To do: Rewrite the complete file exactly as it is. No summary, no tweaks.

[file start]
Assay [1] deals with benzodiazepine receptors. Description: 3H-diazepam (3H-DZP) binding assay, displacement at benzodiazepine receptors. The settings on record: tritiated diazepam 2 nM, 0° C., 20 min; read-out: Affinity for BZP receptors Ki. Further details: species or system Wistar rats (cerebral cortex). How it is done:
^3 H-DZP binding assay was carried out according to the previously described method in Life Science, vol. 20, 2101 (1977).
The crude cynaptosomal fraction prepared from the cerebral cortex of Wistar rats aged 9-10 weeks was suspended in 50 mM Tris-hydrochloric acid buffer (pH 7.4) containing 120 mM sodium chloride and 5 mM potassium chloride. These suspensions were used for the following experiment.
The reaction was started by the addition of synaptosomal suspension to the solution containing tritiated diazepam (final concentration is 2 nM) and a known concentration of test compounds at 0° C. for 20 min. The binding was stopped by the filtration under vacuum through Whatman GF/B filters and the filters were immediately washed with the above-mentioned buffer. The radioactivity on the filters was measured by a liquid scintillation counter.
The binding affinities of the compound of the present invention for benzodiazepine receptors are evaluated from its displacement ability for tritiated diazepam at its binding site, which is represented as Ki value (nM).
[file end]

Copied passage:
Assay [1] deals with benzodiazepine receptors. Description: 3H-diazepam (3H-DZP) binding assay, displacement at benzodiazepine receptors. The settings on record: tritiated diazepam 2 nM, 0° C., 20 min; read-out: Affinity for BZP receptors Ki. Further details: species or system Wistar rats (cerebral cortex). How it is done:
^3 H-DZP binding assay was carried out according to the previously described method in Life Science, vol. 20, 2101 (1977).
The crude cynaptosomal fraction prepared from the cerebral cortex of Wistar rats aged 9-10 weeks was suspended in 50 mM Tris-hydrochloric acid buffer (pH 7.4) containing 120 mM sodium chloride and 5 mM potassium chloride. These suspensions were used for the following experiment.
The reaction was started by the addition of synaptosomal suspension to the solution containing tritiated diazepam (final concentration is 2 nM) and a known concentration of test compounds at 0° C. for 20 min. The binding was stopped by the filtration under vacuum through Whatman GF/B filters and the filters were immediately washed with the above-mentioned buffer. The radioactivity on the filters was measured by a liquid scintillation counter.
The binding affinities of the compound of the present invention for benzodiazepine receptors are evaluated from its displacement ability for tritiated diazepam at its binding site, which is represented as Ki value (nM).